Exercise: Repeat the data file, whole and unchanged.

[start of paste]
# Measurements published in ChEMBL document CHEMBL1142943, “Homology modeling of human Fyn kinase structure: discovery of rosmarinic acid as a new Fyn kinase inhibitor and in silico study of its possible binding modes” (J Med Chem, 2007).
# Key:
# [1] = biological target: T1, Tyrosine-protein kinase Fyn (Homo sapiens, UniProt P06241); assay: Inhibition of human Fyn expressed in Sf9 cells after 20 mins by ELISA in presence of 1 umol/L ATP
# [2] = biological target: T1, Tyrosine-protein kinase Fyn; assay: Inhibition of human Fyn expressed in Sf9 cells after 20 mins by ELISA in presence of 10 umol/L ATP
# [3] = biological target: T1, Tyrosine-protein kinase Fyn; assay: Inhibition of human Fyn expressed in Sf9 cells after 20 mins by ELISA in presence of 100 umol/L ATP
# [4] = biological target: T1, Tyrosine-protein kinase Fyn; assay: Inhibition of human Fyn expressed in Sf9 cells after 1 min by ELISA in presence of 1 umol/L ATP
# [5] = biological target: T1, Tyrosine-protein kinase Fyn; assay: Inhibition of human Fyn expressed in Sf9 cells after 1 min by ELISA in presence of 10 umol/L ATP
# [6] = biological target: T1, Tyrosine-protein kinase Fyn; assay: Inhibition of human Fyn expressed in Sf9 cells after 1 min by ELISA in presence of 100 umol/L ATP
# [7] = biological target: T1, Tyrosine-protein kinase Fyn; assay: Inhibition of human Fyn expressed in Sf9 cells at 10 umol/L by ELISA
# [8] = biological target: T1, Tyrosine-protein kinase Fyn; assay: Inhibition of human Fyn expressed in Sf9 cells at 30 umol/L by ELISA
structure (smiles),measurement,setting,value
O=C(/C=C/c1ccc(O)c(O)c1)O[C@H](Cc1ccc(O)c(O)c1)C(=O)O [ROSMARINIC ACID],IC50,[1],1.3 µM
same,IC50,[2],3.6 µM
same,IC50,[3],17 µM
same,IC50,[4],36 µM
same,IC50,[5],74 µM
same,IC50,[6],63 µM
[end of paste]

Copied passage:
# Measurements published in ChEMBL document CHEMBL1142943, “Homology modeling of human Fyn kinase structure: discovery of rosmarinic acid as a new Fyn kinase inhibitor and in silico study of its possible binding modes” (J Med Chem, 2007).
# Key:
# [1] = biological target: T1, Tyrosine-protein kinase Fyn (Homo sapiens, UniProt P06241); assay: Inhibition of human Fyn expressed in Sf9 cells after 20 mins by ELISA in presence of 1 umol/L ATP
# [2] = biological target: T1, Tyrosine-protein kinase Fyn; assay: Inhibition of human Fyn expressed in Sf9 cells after 20 mins by ELISA in presence of 10 umol/L ATP
# [3] = biological target: T1, Tyrosine-protein kinase Fyn; assay: Inhibition of human Fyn expressed in Sf9 cells after 20 mins by ELISA in presence of 100 umol/L ATP
# [4] = biological target: T1, Tyrosine-protein kinase Fyn; assay: Inhibition of human Fyn expressed in Sf9 cells after 1 min by ELISA in presence of 1 umol/L ATP
# [5] = biological target: T1, Tyrosine-protein kinase Fyn; assay: Inhibition of human Fyn expressed in Sf9 cells after 1 min by ELISA in presence of 10 umol/L ATP
# [6] = biological target: T1, Tyrosine-protein kinase Fyn; assay: Inhibition of human Fyn expressed in Sf9 cells after 1 min by ELISA in presence of 100 umol/L ATP
# [7] = biological target: T1, Tyrosine-protein kinase Fyn; assay: Inhibition of human Fyn expressed in Sf9 cells at 10 umol/L by ELISA
# [8] = biological target: T1, Tyrosine-protein kinase Fyn; assay: Inhibition of human Fyn expressed in Sf9 cells at 30 umol/L by ELISA
structure (smiles),measurement,setting,value
O=C(/C=C/c1ccc(O)c(O)c1)O[C@H](Cc1ccc(O)c(O)c1)C(=O)O [ROSMARINIC ACID],IC50,[1],1.3 µM
same,IC50,[2],3.6 µM
same,IC50,[3],17 µM
same,IC50,[4],36 µM
same,IC50,[5],74 µM
same,IC50,[6],63 µM